Obviously the leadership dynamics of each team were different. In some instances one guy took charge and was very directive in nature, obviously efficient but the pitfalls to that approach are also numerous. In some cases there was a more deliberative, democratic, committee like methodology. Others broke down into teams and tried to gain efficiencies in their simultaneity. While that was all very interesting, that is not what amazed me about that particular obstacle.

What fascinated me the most that day was not the various leadership approaches or divisions of labor. What captivated me was how each and every team earnestly tried to figure out how to employ the rope and pulley. Without fail, for at least fifteen minutes, they all struggled with that pulley. They tried to hook it to things, tried routing the rope through the sheave, etc., etc. -- all to no avail. In fact, the pulley served no useful purpose whatsoever – it was in actuality, a hindrance.


How many times have I, like the squirrel dashed about going nowhere or vainly tried to figure out how to employ the “pulley”? Perhaps the better reaction -- as prescribed by the greatest Leader: “Seek ye first the kingdom of God, and his righteousness; and all these things shall be added unto you.”

Lord, help us to lead by following You.




This column appears in The Upson Beacon, 7 OCT 2015 published in Upson County, GA.

1 comment:

  1. As someone who went through that LRC at Ft. Benning a couple of centuries ago, I can attest to its being a brilliant way of testing, well, the reaction of officer candidates.

    The hook diversion is brilliant. I don't recall that it was present in the particular course we went through. It immediately brings to mind the diversionary function of the MSM. Billions and billions of dollars of hardware and salaries all too often get devoted to pure fluff, an example of which these days is the "who's up, who's down?" reporting on political polls, sohelpmeIkidyounot.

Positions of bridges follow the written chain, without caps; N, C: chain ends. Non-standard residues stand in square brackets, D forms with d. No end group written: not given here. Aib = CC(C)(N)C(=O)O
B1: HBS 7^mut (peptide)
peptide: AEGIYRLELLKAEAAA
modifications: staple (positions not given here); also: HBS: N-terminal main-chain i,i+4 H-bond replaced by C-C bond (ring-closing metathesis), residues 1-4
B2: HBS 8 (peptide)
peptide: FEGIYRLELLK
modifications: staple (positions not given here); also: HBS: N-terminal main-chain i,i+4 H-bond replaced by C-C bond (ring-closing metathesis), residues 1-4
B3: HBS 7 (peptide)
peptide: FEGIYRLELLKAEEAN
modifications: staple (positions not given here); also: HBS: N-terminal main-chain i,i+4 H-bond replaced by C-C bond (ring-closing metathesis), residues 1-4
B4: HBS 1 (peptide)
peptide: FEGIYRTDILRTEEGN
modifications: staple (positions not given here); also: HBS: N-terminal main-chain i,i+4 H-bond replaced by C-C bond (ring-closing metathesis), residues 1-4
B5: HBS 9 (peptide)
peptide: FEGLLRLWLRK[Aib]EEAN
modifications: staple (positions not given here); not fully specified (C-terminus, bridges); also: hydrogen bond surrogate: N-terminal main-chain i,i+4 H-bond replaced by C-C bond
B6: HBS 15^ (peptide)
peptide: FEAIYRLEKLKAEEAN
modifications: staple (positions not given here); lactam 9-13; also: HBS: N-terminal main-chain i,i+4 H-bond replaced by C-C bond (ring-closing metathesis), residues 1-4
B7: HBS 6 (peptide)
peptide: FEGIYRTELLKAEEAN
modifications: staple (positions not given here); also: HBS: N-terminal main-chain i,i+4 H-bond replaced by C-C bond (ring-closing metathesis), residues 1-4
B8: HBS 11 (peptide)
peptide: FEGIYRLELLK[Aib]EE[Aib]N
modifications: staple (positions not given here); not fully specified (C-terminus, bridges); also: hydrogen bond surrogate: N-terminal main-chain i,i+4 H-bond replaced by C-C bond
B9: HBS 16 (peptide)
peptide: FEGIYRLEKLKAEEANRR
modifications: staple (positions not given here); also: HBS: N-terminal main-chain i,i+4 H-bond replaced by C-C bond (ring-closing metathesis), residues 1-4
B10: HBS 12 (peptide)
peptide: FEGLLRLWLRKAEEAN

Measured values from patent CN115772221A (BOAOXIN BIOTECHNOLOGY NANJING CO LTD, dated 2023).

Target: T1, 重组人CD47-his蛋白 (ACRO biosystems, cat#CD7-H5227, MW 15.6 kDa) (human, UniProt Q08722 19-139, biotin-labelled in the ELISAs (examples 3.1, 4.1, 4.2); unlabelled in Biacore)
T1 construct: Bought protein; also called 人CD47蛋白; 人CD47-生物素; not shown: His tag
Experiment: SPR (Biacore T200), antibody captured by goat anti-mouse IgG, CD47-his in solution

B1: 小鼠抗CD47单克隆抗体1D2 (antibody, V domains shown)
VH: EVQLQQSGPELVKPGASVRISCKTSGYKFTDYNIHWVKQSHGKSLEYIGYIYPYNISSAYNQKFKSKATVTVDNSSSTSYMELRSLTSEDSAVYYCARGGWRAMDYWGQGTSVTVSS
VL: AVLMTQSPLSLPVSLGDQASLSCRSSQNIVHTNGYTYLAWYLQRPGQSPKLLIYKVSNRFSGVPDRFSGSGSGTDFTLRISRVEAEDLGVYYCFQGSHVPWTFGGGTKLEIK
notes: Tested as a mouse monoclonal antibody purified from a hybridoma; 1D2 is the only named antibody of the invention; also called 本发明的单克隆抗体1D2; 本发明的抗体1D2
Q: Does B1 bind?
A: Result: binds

Our undeclared, moronic war against Syria proceeds at great expense in money and national prestige on the mere say so of Obama. One man! It's a national disgrace that Congress has not asserted itself in this pointless and dishonest war. Who are these "moderate terrorists" that some wag called them? Are we or are we not supporting ISIS? What is Obama's idea of what will replace the Syrian state if we achieve our precious "regime change"? Does the glare of publicity illuminate any of this? No. Obama's ready-fire-aim foreign policy rushes forward. Would anyone drive at night if their headlights illuminated only 10 feet of the road? That's how we approach foreign policy now and why Putin, assuming he's a chess player or a junior geostrategerist, one, can easily outmaneuver Obama. "Are you against ISIS? Hey, what a coincidence! So are we! Here we come to help out! Since you didn't get a declaration of war against Syria, I know you won't mind if we go after some of those moderate terrorists."

    ReplyDelete

Comments are moderated. I am entirely arbitrary about what I allow to appear here. Toss me a bomb and I might just toss it back with interest. You have been warned.